In day to day practice it has been observed that both police and legal authorities are reasonable, compassionate and humane when dealing with cases of attempted suicide in mentally ill patients. The absurdity of suicide as a punishable crime has been debated both in legal and medical circles with arguments for and against. Mental health professionals have been advocating an expansion of immunities extended to the persons with psychiatric illness. [8] Punishing attempted suicide has been viewed as anachronism of twentieth century. [9] Finally, legal opinion has held firm that no one has right to end anyone's life even if the life happens to be one's own. The repeal provision of IPC in cases of suicide has been refused even in psychiatric cases fearing misuse of provisions. The supreme court of India in a ruling given in 1996 stated that a person with any mental disorder may be detained in a psychiatric hospital for treatment under Mental Health Act 1987, but may not escape punishment for attempted suicide. [10] Scrutiny of every case of suicide and suicidal attempt has been recommended to ensure missing out on any foul play. However, in a recent development efforts are on to repeal section 309.

Most of the mentally ill and their attendants are not aware of the legal issues concerning suicide. They do not recognize that the attempt of suicide as wrong or contrary to law. In addition many patients and their relatives do not prefer to invoke legal provision fearing unknown legal hassles. The psychiatrist should be aware of legal provisions to educate and defend their patients in case of such unfortunate occurrence.

 
   References Top

1.
Vijayanath. V, Nagaraja Rao. K, Raju. G.M & Anitha. M.R. Forensic issues in suicide due to acid ingestion in a case of Major Depressive Disorder. American Journal forensic Medicine & Pathology. Am J Forensic Med Pathol; 2013(2), 156-158.   Back to cited text no. 1
    
2.
Rajiv Radhakrishna & Chittaranjan Andrade. Suicide - An Indian perspective. Indian Journal of Psychiatry: 2012(4) Vol 54, 304-318.  Back to cited text no. 2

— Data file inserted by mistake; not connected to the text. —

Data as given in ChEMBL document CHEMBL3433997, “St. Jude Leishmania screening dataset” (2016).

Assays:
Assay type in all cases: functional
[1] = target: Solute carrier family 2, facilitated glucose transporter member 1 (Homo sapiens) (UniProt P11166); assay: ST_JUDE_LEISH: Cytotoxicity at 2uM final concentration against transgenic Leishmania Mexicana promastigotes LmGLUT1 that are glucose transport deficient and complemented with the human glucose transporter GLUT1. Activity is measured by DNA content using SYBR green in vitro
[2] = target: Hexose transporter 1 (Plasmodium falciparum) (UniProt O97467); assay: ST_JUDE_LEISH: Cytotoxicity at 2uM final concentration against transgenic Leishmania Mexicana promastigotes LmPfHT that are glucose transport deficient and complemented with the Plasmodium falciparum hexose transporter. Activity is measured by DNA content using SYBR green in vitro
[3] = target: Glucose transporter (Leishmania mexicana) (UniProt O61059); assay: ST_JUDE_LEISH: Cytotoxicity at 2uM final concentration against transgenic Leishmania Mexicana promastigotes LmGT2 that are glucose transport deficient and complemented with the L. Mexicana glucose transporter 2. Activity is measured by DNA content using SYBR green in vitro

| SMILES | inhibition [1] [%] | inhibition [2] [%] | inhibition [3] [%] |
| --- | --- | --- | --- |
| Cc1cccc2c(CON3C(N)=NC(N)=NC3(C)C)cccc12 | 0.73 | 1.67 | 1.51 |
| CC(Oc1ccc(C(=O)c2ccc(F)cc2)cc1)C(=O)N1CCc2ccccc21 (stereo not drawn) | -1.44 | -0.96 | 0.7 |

3.
Behere. P.B & Bhise M.C. Farmers′ suicide: Across culture. Indian Journal of Psychiatry: 2009(4), Vol 51, 242-243.  Back to cited text no. 3
    
4.
Gimmon Z, Durst AL. Acid corrosive gastritis. A plea for delayed surgical approach Am.J Surg. 1981; 141:381-383.  Back to cited text no. 4
    
5.
Anderson KD, Rouse TM, Randolph JG. A controlled trial of corticosteroids in Children with corrosive injury of the esophagus. N Engl J Med 1990; 323;637-640.  Back to cited text no. 5
    
6.
Deccan Herald, vol 11,no 235,dated 14 th August 2013 @ www.deccanherald.com   Back to cited text no. 6
    
7.
The Hindu, Vol-4, No 215, dated 7 th Sept 2013, Page-12 @ www.thehindu.in   Back to cited text no. 7
    
8.
Kallivayalil. R.A.,Trivedi J.K, Tripathi. A, Social factors and forensic psychiatry in India.Current Opinion in Psychiatry 2009,22,482-487 .   Back to cited text no. 8
    
9.
J. K.Trivedi Punishing attempted suicide- Anachronism of twentieth century Editorial Indian Journal of Psychiatry, 1997,399(2),87-89.  Back to cited text no. 9
    
10.
State(Delhi) vs Sanjoy Bhatia; 1985 Cr 931 (Law report)  Back to cited text no. 10
    

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Correspondence Address:
Prof. K Nagaraja Rao
Department of Psychiatry, JJM Medical College, Davangere - 577 004, Karnataka
India
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Source of Support: None, Conflict of Interest: None


DOI: 10.4103/0019-5545.158195